HOST: What do you think Albo? Have you at any times – you have been an MP since the dawn of time now mate, you are an elder statesman – have you ever had a moment in your life where you have felt that your privacy, be it something involving you wife or son, that it has gone too far?
ALBANESE: Yes, absolutely. It has happened on a number of occasions. Unfortunately that is part of the job. Most journalists are very good. There was the time where there was a TV crew outside my son’s pre-school, that I took the camera guys aside. At the time my wife was the Minister for Community Services – people who have been involved in those sort of family issues know that that raises security concerns. For example, the Department of Community Services in New South Wales certainly is in a non-disclosed secure-floor area for security reasons. I took them aside and said: “You can’t be serious, you are going to show where our son goes to school’’. And they said: “We didn’t see you’’ and walked away. They showed their decency by doing that and I think by and large the Australian media is responsible.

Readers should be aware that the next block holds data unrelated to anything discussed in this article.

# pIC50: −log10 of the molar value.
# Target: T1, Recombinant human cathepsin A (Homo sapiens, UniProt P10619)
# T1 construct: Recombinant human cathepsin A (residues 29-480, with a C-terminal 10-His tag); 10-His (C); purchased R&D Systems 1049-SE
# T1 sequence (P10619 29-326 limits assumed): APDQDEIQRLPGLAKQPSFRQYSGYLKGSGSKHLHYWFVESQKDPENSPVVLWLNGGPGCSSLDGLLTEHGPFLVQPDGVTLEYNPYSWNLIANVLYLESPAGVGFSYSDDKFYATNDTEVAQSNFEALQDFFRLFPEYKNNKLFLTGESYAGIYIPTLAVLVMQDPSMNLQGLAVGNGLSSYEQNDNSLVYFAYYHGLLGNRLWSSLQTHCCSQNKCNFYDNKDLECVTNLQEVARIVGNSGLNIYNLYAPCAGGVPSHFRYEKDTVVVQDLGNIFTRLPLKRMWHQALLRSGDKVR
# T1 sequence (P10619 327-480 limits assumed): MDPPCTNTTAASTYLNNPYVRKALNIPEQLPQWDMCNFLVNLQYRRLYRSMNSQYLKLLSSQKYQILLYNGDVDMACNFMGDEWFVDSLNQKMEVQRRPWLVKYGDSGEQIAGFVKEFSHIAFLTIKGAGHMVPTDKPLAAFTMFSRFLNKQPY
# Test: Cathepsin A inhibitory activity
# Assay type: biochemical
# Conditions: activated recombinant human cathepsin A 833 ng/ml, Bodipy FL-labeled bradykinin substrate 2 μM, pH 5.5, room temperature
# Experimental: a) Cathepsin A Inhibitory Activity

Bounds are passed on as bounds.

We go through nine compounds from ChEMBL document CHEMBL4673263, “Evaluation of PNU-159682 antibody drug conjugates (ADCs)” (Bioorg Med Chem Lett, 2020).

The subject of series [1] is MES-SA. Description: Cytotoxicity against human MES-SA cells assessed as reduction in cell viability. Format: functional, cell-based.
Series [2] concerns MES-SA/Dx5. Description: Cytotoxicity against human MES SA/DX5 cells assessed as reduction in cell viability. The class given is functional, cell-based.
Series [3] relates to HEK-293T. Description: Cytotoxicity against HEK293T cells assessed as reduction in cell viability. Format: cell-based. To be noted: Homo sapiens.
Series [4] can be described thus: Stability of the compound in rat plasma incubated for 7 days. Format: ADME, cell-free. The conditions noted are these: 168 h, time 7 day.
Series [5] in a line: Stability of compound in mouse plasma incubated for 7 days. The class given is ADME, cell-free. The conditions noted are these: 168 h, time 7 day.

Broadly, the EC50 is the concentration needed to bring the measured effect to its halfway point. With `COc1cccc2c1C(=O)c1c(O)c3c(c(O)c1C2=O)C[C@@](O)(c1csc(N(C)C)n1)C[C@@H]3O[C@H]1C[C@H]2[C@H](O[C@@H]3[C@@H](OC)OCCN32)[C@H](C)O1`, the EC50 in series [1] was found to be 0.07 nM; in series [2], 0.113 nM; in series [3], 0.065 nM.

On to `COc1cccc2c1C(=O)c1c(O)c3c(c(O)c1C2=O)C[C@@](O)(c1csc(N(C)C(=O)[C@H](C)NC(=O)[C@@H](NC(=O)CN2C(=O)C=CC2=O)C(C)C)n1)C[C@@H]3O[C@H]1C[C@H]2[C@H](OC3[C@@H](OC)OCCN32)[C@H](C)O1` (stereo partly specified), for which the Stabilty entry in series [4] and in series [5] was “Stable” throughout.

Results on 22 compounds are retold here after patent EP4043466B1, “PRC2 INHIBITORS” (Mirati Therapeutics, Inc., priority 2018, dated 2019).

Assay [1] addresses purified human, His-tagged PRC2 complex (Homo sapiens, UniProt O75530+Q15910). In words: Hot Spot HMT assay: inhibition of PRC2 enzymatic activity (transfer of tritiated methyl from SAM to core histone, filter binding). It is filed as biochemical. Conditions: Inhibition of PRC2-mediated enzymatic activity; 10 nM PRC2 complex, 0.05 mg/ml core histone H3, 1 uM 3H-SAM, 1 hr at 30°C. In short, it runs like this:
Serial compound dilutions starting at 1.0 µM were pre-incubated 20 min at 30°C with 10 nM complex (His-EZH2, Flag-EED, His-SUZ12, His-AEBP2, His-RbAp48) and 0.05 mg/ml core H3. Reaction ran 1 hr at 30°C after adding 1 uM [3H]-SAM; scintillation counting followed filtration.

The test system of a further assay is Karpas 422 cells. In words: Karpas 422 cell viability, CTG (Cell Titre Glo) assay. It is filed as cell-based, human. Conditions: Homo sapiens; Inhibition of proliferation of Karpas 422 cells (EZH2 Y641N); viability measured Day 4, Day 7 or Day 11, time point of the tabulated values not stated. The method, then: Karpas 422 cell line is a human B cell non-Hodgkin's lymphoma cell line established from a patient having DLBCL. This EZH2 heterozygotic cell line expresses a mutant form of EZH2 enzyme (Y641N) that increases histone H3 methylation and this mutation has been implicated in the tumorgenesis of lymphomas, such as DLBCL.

I think it is unfortunate that – any serious privacy reform proposal I think should be considered – but it is not advanced by having Barnaby Joyce, who took 150K for an interview, advancing the cause. I think I’ve only had media knock on my door once for an interview at home. I said that is not the way it is done and they went away as well. But I certainly understand that the idea of people being papped by photographers can be really problematic, not just for politicians but in general. I feel sorry for a number of people involved in the media themselves, celebrities who get photos that amount essentially to harassment. But I would hope that most media outlets in Australia are, I reckon, pretty responsible.
HOST: Yes, we certainly haven’t gone headlong down the sort of old Fleet Street path. Albo and Anne Ruston, great to catch up. Beautifully done Anne, filling in for Pyno. We should call you Rusto this morning.